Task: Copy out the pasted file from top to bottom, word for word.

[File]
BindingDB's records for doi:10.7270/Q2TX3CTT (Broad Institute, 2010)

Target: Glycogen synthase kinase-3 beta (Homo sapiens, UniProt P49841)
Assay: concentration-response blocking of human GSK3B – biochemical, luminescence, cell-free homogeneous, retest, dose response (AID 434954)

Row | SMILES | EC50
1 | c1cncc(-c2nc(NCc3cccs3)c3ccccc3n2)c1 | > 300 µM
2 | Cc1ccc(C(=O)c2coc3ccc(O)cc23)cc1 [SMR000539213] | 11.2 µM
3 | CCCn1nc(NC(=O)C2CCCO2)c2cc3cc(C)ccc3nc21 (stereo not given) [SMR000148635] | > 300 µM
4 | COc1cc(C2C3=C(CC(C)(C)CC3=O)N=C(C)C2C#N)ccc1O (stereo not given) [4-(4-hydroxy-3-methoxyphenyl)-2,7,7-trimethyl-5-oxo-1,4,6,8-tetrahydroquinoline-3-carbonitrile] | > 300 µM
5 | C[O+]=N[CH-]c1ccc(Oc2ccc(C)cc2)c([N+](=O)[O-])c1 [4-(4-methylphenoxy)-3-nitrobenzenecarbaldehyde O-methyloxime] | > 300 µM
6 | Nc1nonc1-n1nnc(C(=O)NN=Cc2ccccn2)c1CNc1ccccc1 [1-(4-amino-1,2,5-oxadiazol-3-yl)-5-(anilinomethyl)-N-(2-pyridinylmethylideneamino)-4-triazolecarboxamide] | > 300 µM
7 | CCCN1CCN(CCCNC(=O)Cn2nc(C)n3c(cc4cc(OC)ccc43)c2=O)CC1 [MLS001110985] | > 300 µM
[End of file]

BindingDB's records for doi:10.7270/Q2TX3CTT (Broad Institute, 2010)

Target: Glycogen synthase kinase-3 beta (Homo sapiens, UniProt P49841)
Assay: concentration-response blocking of human GSK3B – biochemical, luminescence, cell-free homogeneous, retest, dose response (AID 434954)

Row | SMILES | EC50
1 | c1cncc(-c2nc(NCc3cccs3)c3ccccc3n2)c1 | > 300 µM
2 | Cc1ccc(C(=O)c2coc3ccc(O)cc23)cc1 [SMR000539213] | 11.2 µM
3 | CCCn1nc(NC(=O)C2CCCO2)c2cc3cc(C)ccc3nc21 (stereo not given) [SMR000148635] | > 300 µM
4 | COc1cc(C2C3=C(CC(C)(C)CC3=O)N=C(C)C2C#N)ccc1O (stereo not given) [4-(4-hydroxy-3-methoxyphenyl)-2,7,7-trimethyl-5-oxo-1,4,6,8-tetrahydroquinoline-3-carbonitrile] | > 300 µM
5 | C[O+]=N[CH-]c1ccc(Oc2ccc(C)cc2)c([N+](=O)[O-])c1 [4-(4-methylphenoxy)-3-nitrobenzenecarbaldehyde O-methyloxime] | > 300 µM
6 | Nc1nonc1-n1nnc(C(=O)NN=Cc2ccccn2)c1CNc1ccccc1 [1-(4-amino-1,2,5-oxadiazol-3-yl)-5-(anilinomethyl)-N-(2-pyridinylmethylideneamino)-4-triazolecarboxamide] | > 300 µM
7 | CCCN1CCN(CCCNC(=O)Cn2nc(C)n3c(cc4cc(OC)ccc43)c2=O)CC1 [MLS001110985] | > 300 µM